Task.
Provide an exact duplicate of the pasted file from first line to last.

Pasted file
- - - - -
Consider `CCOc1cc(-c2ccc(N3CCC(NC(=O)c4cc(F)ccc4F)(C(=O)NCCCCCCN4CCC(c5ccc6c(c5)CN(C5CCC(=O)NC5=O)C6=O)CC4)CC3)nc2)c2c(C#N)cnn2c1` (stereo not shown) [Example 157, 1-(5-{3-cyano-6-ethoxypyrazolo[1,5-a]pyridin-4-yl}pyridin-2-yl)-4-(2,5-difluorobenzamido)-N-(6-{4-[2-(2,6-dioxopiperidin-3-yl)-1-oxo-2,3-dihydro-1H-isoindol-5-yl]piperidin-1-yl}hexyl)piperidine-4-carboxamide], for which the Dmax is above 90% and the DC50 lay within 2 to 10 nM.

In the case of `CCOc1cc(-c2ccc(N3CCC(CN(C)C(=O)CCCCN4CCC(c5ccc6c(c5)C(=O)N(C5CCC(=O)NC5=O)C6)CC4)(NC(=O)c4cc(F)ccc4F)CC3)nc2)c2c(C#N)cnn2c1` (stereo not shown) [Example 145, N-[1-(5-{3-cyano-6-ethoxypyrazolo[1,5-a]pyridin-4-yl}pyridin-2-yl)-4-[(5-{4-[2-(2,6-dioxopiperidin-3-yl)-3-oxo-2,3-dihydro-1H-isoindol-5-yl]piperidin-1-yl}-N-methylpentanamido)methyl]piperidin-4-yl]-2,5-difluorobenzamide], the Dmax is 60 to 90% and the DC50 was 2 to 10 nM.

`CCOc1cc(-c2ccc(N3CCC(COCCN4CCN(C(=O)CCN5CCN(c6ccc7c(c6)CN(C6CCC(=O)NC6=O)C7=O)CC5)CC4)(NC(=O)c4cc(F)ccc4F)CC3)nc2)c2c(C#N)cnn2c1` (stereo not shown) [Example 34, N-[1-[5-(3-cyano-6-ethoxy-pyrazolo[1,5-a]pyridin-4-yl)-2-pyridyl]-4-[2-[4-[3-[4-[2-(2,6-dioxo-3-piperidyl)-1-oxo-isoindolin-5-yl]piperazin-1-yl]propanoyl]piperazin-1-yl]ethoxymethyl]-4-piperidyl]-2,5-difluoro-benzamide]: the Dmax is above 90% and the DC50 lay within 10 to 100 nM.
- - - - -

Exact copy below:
Consider `CCOc1cc(-c2ccc(N3CCC(NC(=O)c4cc(F)ccc4F)(C(=O)NCCCCCCN4CCC(c5ccc6c(c5)CN(C5CCC(=O)NC5=O)C6=O)CC4)CC3)nc2)c2c(C#N)cnn2c1` (stereo not shown) [Example 157, 1-(5-{3-cyano-6-ethoxypyrazolo[1,5-a]pyridin-4-yl}pyridin-2-yl)-4-(2,5-difluorobenzamido)-N-(6-{4-[2-(2,6-dioxopiperidin-3-yl)-1-oxo-2,3-dihydro-1H-isoindol-5-yl]piperidin-1-yl}hexyl)piperidine-4-carboxamide], for which the Dmax is above 90% and the DC50 lay within 2 to 10 nM.

In the case of `CCOc1cc(-c2ccc(N3CCC(CN(C)C(=O)CCCCN4CCC(c5ccc6c(c5)C(=O)N(C5CCC(=O)NC5=O)C6)CC4)(NC(=O)c4cc(F)ccc4F)CC3)nc2)c2c(C#N)cnn2c1` (stereo not shown) [Example 145, N-[1-(5-{3-cyano-6-ethoxypyrazolo[1,5-a]pyridin-4-yl}pyridin-2-yl)-4-[(5-{4-[2-(2,6-dioxopiperidin-3-yl)-3-oxo-2,3-dihydro-1H-isoindol-5-yl]piperidin-1-yl}-N-methylpentanamido)methyl]piperidin-4-yl]-2,5-difluorobenzamide], the Dmax is 60 to 90% and the DC50 was 2 to 10 nM.

`CCOc1cc(-c2ccc(N3CCC(COCCN4CCN(C(=O)CCN5CCN(c6ccc7c(c6)CN(C6CCC(=O)NC6=O)C7=O)CC5)CC4)(NC(=O)c4cc(F)ccc4F)CC3)nc2)c2c(C#N)cnn2c1` (stereo not shown) [Example 34, N-[1-[5-(3-cyano-6-ethoxy-pyrazolo[1,5-a]pyridin-4-yl)-2-pyridyl]-4-[2-[4-[3-[4-[2-(2,6-dioxo-3-piperidyl)-1-oxo-isoindolin-5-yl]piperazin-1-yl]propanoyl]piperazin-1-yl]ethoxymethyl]-4-piperidyl]-2,5-difluoro-benzamide]: the Dmax is above 90% and the DC50 lay within 10 to 100 nM.